I think we're likely to see an increase in telework in the future. An organization that needs less physical office space has an economic advantage. The cost of telephone and network infrastructure for my remote office, and of the monthly week-long trips to California, is considerably less than the cost of providing a physical office in Cupertino. At the same time, the number of professionals who are experiencing some form of the "two body problem," shows no sign of decreasing. An organization that can readily accomodate telework has a wider pool of talent to draw from, another advantage in a time and industry where highly specialized and skilled employees play a vital role. And, for me at least, the little benefits like living with my wife, actually inhabiting a neighborhood, and having more focused work time, vastly outweigh the inconveniences.
I began teleworking with low expectations, in part based on previous experience as a teleporter (Victoria Bellotti's term for a person who works at home one day or so a week). But my experience as a telepath (a person who is remote for extensive periods of time (VB)) has been very different, in part because the permanency of the telework arrangement required my colleagues and I to shift our work practices. These shifts, of course, had their costs, but they also came with benefits. The principle moral I take away from my telework experience is that the social is more important than the technical. Telework practice has to be learned by the participants (both local and remote), and supported by the organization. This is nothing new: people and organizations have had to learn how to incorporate everything from telephones to copiers into their work practices, and I see nothing unusually daunting about telework.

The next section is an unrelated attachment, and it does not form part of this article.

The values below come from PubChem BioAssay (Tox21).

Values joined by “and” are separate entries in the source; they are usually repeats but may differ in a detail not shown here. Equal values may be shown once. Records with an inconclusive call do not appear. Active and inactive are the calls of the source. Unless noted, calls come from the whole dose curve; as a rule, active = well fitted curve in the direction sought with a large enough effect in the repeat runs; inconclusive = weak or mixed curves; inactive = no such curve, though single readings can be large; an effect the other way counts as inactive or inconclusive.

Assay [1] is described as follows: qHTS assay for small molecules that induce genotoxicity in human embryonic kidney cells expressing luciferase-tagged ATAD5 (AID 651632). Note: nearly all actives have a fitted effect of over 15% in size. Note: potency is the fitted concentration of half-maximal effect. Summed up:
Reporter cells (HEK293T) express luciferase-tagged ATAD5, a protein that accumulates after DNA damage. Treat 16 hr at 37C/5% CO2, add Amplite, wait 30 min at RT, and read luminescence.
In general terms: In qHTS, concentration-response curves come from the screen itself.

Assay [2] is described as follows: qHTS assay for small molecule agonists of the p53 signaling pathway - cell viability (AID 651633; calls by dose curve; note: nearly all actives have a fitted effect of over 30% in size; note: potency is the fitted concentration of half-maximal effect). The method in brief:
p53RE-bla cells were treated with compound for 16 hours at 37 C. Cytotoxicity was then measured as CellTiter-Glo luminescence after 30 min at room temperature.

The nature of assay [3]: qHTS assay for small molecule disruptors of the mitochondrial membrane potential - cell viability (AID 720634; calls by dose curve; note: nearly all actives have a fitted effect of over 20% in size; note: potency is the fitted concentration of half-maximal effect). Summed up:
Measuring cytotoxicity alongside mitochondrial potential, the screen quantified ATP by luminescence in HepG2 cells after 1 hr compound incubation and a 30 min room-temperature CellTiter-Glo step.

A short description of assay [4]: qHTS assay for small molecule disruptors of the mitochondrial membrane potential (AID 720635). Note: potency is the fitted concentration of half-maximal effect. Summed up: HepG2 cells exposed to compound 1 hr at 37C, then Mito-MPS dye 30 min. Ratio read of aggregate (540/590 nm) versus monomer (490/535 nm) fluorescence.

Finally, it's interesting to speculate about new tele-organizational forms. I imagine that organizational activity might take on a more rhythmic character: suppose there were lots of remote workers who would periodically converge for a period of intense socialization, exchange, and synthesis. This is not unlike the way CHI, and other professional associations, work: it's evident how the annual rhythms of such associations catalyze various professional activities, and it seems likely to me that the quicker rhythms of tele-organizations might produce benefits similar to those that I've described in my case. I expect that there are a lot of apropos cultural models and practices -- from nomadic or migratory cultures, for instance -- that might be adopted by telework organizations.
If this shift towards telework came about, it's also interesting to speculate
about the coevolution of civic life driven by people living and working
in the same neighborhood. It's easy to construct visions -- taking our cue
from Jane Jacobs -- of a neighborhood renaissance driven by full time occupancy
of what were once bedroom communities. I'm not meaning to claim that telework
is a panacea of any sort. Such a scenario would doubtless come with its
own associated set of costs, but in my experience the benefits have outweighed